Joe Hill (activist) was involved in a rather more important false positive. The song says “they framed you on a murder charge”, and it’s only exaggerating a bit. There was strong circumstantial evidence and Hill refused to give any explanations, but it also appears the eyewitness testimony was manufactured. He was executed 100 years ago today.

November 13, 2015

Drug subsidy arithmetic

There are new, very promising treatments for some cancers, which work by disabling one of the safety mechanisms in the immune system so that it can attack the tumour. These treatments have been approved in the US for melanoma and the most common type of lung cancer, and they look better than anything we’ve seen before.  The problem is the price, more than NZ$200,000.

In New Zealand, roughly 2000 people die of melanoma or lung cancer each year. At the current market prices, a course of treatment for each of them would absorb more than half of Pharmac’s budget.

It’s not even as if the $200,000 guarantees a cure. The results of the KEYNOTE trial in melanoma were impressively good by the standard of melanoma treatment, but:

The overall response rate was 34% and the complete response rate was 6%. Eighty percent of responses were still ongoing at the time of analysis, and the median duration of response has not yet been reached.

There really are people whose disease completely vanished, but only about one in sixteen. Two thirds didn’t see any response. Even for the people who have no detectable disease we can’t yet know if the benefits will last a few years or a lifetime.

Pharmac is not going to fund these treatments at anything like the current price in the current budget. That’s not a matter of debate or public pressure. It’s just not happening. It won’t add up. Conceivably, the government could decide to come up with the money to fund the treatments outside the current Pharmac budget. I don’t think that would be the best way to spend the money, but I’m glad to say this is the sort of decision I don’t get to make.

Over the next few years, other companies will introduce treatments that attack the same or related immune checkpoint targets, and competition will make the price fall. At some point, it will be worthwhile for drug companies to make Pharmac an offer it can accept, as happened recently with Humira, Pharmac’s current top spend (which turns off the immune response in a somewhat similar way to how the new cancer treatments turn it on).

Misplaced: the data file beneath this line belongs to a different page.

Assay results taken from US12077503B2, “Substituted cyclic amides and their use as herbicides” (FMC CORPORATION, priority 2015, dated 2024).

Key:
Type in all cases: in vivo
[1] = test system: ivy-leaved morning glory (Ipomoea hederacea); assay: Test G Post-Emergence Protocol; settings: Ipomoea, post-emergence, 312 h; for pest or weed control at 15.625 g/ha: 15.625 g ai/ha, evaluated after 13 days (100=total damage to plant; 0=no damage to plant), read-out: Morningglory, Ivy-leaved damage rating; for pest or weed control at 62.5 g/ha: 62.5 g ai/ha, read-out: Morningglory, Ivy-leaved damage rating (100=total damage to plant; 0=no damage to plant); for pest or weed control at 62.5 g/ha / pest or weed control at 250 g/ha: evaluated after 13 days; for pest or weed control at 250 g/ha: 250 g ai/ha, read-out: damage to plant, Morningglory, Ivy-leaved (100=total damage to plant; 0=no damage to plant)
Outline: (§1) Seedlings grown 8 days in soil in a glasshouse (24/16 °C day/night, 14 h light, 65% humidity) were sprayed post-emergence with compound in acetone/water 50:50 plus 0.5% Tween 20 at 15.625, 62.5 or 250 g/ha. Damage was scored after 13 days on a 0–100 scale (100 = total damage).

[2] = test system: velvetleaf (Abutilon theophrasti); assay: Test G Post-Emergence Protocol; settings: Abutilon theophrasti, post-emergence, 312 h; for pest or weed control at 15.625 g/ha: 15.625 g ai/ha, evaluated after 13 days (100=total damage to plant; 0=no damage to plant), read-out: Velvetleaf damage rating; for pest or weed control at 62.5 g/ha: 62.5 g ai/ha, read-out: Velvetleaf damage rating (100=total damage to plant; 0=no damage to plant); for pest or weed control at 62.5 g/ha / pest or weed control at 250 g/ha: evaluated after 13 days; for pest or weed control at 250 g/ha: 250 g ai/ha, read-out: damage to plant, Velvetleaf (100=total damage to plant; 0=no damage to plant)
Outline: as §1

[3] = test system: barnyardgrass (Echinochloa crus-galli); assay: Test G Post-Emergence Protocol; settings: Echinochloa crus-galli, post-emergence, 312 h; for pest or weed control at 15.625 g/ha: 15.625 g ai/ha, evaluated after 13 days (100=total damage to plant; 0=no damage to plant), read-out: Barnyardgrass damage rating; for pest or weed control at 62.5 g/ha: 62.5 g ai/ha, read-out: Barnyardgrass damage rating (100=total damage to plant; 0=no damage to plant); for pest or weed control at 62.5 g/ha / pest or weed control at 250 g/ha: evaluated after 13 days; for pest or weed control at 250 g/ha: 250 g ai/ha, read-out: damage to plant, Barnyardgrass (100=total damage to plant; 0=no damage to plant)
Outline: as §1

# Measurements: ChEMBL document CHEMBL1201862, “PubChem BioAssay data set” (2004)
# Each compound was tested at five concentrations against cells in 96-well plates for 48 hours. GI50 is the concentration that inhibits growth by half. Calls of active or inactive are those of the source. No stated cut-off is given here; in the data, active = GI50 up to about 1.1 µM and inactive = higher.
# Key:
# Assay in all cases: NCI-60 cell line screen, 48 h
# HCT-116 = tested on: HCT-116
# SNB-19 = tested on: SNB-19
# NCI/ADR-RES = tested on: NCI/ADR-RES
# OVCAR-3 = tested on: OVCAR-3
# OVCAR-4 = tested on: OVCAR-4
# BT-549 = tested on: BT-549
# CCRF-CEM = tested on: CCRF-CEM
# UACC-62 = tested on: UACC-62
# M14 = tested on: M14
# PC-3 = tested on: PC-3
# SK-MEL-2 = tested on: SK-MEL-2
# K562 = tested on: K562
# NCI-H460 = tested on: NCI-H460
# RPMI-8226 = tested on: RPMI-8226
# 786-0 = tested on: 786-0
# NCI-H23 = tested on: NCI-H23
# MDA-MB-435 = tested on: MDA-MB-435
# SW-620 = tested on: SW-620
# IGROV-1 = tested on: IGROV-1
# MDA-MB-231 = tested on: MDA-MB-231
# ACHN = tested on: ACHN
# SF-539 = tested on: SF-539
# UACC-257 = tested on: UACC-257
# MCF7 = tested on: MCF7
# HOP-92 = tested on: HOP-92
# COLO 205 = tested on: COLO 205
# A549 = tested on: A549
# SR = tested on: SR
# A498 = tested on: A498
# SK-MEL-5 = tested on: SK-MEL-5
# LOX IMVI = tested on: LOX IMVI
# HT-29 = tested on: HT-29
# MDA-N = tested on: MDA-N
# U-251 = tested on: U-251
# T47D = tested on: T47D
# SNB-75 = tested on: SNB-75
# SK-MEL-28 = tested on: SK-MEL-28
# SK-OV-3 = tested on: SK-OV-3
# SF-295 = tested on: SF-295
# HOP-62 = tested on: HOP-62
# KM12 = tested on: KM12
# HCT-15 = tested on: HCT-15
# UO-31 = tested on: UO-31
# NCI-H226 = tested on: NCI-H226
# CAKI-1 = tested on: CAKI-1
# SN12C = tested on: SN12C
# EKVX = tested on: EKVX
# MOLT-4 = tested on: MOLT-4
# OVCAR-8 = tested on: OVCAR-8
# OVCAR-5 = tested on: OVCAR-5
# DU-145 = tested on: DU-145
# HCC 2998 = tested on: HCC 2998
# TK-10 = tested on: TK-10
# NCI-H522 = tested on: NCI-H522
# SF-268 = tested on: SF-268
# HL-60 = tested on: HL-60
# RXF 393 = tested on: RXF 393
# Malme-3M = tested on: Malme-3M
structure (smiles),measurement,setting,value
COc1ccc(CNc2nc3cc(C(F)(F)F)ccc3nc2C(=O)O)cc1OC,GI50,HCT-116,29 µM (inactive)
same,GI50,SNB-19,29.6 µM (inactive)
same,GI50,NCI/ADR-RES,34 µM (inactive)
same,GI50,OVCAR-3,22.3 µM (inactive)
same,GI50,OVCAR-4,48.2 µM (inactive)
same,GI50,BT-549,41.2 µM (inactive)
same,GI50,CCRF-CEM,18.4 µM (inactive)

Five years ago, you couldn’t get these treatments if you were a billionaire. In ten years or so, I expect these or similar treatments will be effectively free to New Zealanders. At the moment, we’re in the painful transition period, where the manufacturers can afford to target only the wealthiest individuals and insurance companies.

November 10, 2015


  • One of the problems with reducing things to hypothesis testing is that you often don’t want to make a one-off decision. A comic from Saturday Morning Breakfast Cereal makes this point, but in a case where you really do want to make a one-off decision.
  • From StuffMost women are either lesbian or bisexual’ but never straight, study claims”. From the Daily Beast: “Um, yes, straight women are real”
  • Digit preference in US football “The only explanation that has stuck with me is that when a official thinks ‘oh damn this is a mess, there are seven separate six foot tall millionaires all piled up on top of the ball and I have 100 rules to try and remember, where did that ball stop?’  their subconscious makes them grab for the safety blanket of a line drawn and place it down on there.”
  • Digit preference in marathons: People really prefer to run 3:59 rather than 4:00 (early last year, from some economists at Chicago(PDF), but you probably saw the New York Times version)
  • A useful bit of arithmetic for “Why isn’t this medication free?” stories. Pharmac’s budget is a little under $800 million per year.  There are about 4.5 million people in New Zealand, so that’s under $200 per person per year, or under $16,000 per person per expected lifetime. Based on more accurate inputs, it’s about $14,000 per person per lifetime.
  • In the US, mortality isn’t falling for 45-54 year olds identifying as white the way it is for basically everyone else in the West. If you read lots of statistics blogs, you will have seen discussion about whether mortality in this group is really rising or not: the peak of the baby boom just swept through the 45-54 band, so the average age of people in this group has increased. That’s worth looking at, but doesn’t change the basic message.